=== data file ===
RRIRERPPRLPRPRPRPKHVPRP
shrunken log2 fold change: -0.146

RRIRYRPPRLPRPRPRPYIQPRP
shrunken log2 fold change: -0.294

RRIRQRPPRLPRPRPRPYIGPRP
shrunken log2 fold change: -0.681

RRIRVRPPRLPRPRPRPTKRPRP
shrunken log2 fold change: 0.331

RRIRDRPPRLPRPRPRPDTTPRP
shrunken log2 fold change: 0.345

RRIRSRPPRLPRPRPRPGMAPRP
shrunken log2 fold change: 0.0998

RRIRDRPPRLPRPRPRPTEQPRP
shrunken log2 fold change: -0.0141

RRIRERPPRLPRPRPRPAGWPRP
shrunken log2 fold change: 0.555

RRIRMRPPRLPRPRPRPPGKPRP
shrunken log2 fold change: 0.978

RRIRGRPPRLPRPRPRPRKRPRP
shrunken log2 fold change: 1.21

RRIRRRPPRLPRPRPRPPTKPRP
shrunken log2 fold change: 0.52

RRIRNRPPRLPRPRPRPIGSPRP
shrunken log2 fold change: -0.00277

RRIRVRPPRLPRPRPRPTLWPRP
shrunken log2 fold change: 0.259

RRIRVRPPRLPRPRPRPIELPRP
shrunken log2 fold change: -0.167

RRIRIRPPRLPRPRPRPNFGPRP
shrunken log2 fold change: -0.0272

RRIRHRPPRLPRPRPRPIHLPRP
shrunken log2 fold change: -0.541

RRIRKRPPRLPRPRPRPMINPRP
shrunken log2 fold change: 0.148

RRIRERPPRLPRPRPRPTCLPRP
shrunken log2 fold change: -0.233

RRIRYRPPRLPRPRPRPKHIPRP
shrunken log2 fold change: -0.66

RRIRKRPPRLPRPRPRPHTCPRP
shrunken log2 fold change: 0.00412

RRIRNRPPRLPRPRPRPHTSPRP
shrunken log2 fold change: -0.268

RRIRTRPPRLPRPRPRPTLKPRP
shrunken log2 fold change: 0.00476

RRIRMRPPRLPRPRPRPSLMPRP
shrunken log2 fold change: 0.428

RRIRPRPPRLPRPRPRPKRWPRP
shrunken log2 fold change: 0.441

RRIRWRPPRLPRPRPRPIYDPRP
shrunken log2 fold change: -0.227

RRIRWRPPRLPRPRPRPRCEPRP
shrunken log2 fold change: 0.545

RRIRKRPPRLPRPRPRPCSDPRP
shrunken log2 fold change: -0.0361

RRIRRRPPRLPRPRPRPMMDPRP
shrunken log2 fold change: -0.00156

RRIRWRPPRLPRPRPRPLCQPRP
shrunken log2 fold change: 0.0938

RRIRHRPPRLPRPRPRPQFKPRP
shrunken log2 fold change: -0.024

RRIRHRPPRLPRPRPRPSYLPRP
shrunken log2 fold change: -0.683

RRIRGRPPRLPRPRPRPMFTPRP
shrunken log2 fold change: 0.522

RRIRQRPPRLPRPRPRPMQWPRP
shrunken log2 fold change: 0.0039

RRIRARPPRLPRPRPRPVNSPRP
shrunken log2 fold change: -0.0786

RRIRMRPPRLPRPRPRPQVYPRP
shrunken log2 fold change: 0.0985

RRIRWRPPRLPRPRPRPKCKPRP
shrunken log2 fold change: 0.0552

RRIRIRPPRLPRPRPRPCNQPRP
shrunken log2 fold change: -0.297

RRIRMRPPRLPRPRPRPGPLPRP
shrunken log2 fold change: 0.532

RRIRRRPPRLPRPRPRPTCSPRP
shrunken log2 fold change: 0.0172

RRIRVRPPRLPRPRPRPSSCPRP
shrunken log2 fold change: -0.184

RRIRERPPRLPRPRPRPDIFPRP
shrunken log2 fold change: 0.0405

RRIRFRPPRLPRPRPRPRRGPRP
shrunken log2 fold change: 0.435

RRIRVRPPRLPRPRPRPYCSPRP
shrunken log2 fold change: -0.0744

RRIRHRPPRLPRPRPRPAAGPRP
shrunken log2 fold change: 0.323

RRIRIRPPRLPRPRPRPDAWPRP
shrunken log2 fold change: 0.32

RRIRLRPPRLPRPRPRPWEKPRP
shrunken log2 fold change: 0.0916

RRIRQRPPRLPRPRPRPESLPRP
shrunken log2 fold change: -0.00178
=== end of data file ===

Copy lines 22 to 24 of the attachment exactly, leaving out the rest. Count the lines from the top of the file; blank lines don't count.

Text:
shrunken log2 fold change: 0.52

RRIRNRPPRLPRPRPRPIGSPRP
shrunken log2 fold change: -0.00277